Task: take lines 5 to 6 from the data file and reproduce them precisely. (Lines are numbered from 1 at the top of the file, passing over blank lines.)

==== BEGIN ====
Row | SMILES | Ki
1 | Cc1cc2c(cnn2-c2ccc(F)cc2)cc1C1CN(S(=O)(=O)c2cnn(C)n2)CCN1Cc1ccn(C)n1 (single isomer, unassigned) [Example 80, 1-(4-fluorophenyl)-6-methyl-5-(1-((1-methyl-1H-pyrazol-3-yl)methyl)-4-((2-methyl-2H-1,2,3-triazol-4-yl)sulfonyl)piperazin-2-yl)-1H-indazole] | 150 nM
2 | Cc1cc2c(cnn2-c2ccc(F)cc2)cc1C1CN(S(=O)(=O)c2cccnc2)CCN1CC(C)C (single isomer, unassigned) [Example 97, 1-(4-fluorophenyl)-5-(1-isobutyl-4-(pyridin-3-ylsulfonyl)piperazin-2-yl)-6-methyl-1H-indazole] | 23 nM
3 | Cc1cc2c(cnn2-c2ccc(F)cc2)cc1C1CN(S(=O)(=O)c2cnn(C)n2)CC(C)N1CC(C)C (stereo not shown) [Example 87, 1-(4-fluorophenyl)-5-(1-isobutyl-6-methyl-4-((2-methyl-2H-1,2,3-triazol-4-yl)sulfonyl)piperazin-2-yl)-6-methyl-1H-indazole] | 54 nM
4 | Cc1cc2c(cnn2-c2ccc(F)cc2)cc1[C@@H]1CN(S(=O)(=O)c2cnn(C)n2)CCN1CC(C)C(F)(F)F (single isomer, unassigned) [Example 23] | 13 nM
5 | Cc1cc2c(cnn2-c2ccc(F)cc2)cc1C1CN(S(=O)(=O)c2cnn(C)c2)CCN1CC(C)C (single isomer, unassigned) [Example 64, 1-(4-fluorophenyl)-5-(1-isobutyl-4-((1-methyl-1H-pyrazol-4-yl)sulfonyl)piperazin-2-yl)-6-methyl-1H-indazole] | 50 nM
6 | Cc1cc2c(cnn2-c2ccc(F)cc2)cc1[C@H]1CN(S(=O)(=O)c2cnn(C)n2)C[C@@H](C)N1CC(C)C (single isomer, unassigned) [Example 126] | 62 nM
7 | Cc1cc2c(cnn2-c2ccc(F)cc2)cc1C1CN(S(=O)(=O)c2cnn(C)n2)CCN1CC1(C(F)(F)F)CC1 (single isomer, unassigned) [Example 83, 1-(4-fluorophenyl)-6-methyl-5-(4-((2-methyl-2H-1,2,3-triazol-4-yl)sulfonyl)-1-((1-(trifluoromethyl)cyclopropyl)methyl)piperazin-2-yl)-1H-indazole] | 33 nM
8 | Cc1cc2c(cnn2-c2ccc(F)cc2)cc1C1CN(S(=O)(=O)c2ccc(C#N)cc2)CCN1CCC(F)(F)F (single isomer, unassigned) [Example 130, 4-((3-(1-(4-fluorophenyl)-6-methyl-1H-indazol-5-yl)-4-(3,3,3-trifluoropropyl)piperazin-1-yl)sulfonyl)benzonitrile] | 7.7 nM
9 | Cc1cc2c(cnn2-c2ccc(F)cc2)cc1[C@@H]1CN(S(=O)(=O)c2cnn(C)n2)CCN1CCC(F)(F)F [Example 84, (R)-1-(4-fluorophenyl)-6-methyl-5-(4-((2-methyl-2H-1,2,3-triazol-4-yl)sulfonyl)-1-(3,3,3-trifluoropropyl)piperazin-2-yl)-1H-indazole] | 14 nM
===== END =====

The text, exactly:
4 | Cc1cc2c(cnn2-c2ccc(F)cc2)cc1[C@@H]1CN(S(=O)(=O)c2cnn(C)n2)CCN1CC(C)C(F)(F)F (single isomer, unassigned) [Example 23] | 13 nM
5 | Cc1cc2c(cnn2-c2ccc(F)cc2)cc1C1CN(S(=O)(=O)c2cnn(C)c2)CCN1CC(C)C (single isomer, unassigned) [Example 64, 1-(4-fluorophenyl)-5-(1-isobutyl-4-((1-methyl-1H-pyrazol-4-yl)sulfonyl)piperazin-2-yl)-6-methyl-1H-indazole] | 50 nM